The Telegraph
Since 1st March, 1999
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Docs go private in govt quarters

Kalimpong, June 22: Doctors of the Kalimpong subdivisional hospital are practising privately from their government quarters, even as the district health authorities feign ignorance.

While the service rules for non-teaching doctors do not bar them from practising privately, to do so from government-allotted quarters is against the regulations. As S. Bhowmik, chief medical officer of health, Darjeeling, said: 'Government quarters cannot be used for any other purpose (apart from staying).'

However, the doctors at the subdivisional hospital here seemed unaware of the rules, or worse, are knowingly flouting them. Barring a few, the majority of the doctors who have been allotted flats at the hospital quarters on K.D. Pradhan Road attend to patients privately from there. Two buildings comprising six flats each are designated doctors' quarters at the complex ' next to the subdivisional hospital ' that also houses quarters for nurses, para-medics and ward masters.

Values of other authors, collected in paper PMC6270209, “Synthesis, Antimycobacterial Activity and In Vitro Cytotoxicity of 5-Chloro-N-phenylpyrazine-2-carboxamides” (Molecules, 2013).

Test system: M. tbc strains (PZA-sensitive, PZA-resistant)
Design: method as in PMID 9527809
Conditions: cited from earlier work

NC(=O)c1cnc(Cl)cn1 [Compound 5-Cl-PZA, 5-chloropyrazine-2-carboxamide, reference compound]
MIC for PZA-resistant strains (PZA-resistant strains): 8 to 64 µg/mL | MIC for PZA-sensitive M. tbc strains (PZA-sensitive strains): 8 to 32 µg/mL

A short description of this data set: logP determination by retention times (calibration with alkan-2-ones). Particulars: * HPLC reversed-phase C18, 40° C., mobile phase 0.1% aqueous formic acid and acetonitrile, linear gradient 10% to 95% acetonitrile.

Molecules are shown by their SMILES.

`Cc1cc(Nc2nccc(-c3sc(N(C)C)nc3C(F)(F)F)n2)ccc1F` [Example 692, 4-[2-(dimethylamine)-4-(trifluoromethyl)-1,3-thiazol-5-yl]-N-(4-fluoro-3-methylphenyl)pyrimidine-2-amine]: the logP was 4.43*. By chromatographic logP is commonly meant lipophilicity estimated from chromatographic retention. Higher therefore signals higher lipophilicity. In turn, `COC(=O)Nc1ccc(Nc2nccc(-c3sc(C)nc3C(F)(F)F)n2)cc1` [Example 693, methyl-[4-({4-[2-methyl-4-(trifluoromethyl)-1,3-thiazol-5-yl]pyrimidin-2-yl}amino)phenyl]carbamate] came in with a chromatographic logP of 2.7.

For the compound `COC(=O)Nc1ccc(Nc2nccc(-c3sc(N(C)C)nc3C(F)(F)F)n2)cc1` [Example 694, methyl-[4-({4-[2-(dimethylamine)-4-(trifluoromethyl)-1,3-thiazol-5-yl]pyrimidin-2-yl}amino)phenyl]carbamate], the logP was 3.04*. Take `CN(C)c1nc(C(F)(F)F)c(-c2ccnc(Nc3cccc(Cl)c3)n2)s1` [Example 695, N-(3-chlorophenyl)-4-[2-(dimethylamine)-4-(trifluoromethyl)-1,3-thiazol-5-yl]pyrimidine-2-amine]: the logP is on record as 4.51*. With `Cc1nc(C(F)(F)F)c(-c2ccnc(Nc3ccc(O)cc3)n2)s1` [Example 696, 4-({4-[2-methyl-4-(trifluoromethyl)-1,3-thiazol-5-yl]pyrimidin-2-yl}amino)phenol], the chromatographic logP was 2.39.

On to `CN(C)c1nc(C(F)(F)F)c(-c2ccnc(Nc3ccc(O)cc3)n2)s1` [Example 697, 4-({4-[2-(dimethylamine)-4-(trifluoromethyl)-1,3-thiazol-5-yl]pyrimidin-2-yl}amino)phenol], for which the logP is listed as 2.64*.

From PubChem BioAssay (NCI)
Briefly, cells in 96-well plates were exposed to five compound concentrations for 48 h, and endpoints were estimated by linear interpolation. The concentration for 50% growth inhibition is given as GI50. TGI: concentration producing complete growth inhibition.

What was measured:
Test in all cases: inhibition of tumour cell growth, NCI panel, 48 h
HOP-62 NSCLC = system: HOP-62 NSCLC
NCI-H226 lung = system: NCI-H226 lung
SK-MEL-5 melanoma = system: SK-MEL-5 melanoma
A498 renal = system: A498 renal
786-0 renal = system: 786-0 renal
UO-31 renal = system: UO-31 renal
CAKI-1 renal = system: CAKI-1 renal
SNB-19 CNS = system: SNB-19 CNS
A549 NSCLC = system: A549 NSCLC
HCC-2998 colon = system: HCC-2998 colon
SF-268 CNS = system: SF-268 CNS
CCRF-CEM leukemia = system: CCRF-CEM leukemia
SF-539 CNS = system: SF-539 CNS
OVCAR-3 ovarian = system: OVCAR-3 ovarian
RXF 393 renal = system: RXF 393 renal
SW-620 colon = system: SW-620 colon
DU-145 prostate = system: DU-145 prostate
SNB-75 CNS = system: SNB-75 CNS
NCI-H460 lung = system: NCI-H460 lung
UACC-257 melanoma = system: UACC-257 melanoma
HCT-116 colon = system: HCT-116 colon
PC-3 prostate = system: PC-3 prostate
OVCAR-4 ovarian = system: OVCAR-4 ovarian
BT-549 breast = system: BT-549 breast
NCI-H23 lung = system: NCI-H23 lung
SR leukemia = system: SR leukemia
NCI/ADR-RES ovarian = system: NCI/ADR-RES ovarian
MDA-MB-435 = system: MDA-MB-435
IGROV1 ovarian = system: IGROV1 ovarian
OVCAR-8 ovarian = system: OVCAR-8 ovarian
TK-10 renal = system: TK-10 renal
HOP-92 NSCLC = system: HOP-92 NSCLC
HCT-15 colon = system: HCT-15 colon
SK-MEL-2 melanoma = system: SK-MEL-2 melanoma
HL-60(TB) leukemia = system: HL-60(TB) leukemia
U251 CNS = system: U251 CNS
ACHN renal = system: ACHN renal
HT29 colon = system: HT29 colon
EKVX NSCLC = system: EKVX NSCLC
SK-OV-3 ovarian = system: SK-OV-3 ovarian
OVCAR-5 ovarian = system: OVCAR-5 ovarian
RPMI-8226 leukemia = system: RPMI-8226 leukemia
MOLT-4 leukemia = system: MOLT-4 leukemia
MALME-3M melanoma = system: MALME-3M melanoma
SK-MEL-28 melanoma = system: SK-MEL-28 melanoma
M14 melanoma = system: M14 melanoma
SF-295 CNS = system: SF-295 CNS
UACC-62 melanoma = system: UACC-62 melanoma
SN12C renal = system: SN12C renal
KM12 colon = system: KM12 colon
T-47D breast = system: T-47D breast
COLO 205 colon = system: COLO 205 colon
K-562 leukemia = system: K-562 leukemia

On any given day, a long queue of patients can be seen spilling out on to the forecourt of the buildings housing the doctors' quarters. 'Yes, I attend to patients here, but I am not the only one. Others do it too,' said one of the doctors, who charges anything between Rs 100 and Rs 120 as consultation fee. Patients should be getting the same service for free at the hospital.

Bhowmik said the matter has not been brought to his notice, but added that if the doctors are indeed practising from their quarters, it is the duty of the superintendents of the hospitals concerned to look into the matter. Superintendent of the Kalimpong subdivisional hospital S.R. Pradhan said he has not been given any clear guidelines on the use/abuse of government quarters. 'If we receive a circular or a government notification in this regard, we will implement it,' he said.

The government doctors here, like their counterparts elsewhere, are also accused of devoting more time to private practice at the cost of official duty. 'What the doctors should realise is that patients who go to government hospitals are mostly the ones who can't afford private clinics. And by taking their official task casually, the doctors end up hurting poor patients,' said Navin Poudyal of Lower Dungra Bustee.

S.K. Lama, health secretary of Darjeeling Gorkha Autonomous Hill Council, said his department had issued a notice asking doctors who accept non-practising allowance (NPA) from the government not to take up private practice. However, he, too, pleaded ignorance when asked about the use of official quarters for private practice by doctors who are not bound by the NPA clause.

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